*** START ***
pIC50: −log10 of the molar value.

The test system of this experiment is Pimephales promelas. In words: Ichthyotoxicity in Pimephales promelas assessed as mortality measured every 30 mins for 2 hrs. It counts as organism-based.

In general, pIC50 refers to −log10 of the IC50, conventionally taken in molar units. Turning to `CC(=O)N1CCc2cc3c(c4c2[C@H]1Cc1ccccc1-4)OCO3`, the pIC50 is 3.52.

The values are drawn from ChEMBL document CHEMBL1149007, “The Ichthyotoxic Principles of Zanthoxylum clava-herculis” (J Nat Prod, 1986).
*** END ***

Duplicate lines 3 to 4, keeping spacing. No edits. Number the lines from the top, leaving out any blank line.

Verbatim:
In general, pIC50 refers to −log10 of the IC50, conventionally taken in molar units. Turning to `CC(=O)N1CCc2cc3c(c4c2[C@H]1Cc1ccccc1-4)OCO3`, the pIC50 is 3.52.

The values are drawn from ChEMBL document CHEMBL1149007, “The Ichthyotoxic Principles of Zanthoxylum clava-herculis” (J Nat Prod, 1986).